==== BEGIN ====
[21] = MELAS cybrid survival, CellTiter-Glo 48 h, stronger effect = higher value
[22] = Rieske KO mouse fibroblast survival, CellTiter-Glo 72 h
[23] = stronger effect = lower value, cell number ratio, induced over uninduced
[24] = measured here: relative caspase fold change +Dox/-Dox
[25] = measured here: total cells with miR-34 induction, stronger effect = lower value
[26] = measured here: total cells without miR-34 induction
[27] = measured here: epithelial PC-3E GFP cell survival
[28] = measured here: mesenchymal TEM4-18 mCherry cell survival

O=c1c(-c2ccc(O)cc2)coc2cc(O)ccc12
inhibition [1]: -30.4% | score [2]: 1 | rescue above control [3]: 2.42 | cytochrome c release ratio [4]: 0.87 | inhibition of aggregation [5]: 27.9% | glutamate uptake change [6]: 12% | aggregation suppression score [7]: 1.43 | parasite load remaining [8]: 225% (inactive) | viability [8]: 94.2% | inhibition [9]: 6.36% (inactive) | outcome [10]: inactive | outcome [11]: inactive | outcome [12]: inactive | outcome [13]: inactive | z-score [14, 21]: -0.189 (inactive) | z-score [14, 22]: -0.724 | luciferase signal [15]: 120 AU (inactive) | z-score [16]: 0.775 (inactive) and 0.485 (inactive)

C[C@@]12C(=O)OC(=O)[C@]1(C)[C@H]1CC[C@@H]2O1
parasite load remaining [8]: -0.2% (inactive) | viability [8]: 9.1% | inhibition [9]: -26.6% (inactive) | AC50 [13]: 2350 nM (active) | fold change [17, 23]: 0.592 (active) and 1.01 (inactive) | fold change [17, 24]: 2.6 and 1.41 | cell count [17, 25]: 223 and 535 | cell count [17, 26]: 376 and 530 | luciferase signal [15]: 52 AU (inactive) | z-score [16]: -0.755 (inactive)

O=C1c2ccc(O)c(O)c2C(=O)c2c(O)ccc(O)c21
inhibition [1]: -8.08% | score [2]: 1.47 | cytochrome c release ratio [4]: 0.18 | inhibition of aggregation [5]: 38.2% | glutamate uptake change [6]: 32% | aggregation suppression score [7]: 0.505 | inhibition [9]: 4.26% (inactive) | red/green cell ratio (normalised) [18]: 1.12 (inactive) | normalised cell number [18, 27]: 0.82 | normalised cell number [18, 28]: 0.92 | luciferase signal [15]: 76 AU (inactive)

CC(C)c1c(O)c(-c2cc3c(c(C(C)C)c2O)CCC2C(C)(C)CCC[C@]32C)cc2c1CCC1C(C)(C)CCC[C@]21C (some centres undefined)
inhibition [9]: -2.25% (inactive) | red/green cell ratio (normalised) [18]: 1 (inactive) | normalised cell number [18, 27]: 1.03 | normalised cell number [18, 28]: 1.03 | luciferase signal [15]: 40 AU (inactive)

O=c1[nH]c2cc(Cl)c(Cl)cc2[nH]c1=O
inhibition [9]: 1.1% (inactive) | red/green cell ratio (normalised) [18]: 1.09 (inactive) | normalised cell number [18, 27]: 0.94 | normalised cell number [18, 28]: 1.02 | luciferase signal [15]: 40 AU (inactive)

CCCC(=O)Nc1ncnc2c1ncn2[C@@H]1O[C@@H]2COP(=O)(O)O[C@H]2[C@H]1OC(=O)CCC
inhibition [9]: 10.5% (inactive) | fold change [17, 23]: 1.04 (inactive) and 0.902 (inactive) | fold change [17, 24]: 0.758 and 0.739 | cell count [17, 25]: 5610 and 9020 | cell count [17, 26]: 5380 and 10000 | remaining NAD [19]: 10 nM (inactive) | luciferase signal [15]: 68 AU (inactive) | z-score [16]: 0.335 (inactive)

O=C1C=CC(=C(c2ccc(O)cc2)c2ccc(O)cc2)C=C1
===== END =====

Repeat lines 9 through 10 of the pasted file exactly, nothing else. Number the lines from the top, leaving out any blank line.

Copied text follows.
O=c1c(-c2ccc(O)cc2)coc2cc(O)ccc12
inhibition [1]: -30.4% | score [2]: 1 | rescue above control [3]: 2.42 | cytochrome c release ratio [4]: 0.87 | inhibition of aggregation [5]: 27.9% | glutamate uptake change [6]: 12% | aggregation suppression score [7]: 1.43 | parasite load remaining [8]: 225% (inactive) | viability [8]: 94.2% | inhibition [9]: 6.36% (inactive) | outcome [10]: inactive | outcome [11]: inactive | outcome [12]: inactive | outcome [13]: inactive | z-score [14, 21]: -0.189 (inactive) | z-score [14, 22]: -0.724 | luciferase signal [15]: 120 AU (inactive) | z-score [16]: 0.775 (inactive) and 0.485 (inactive)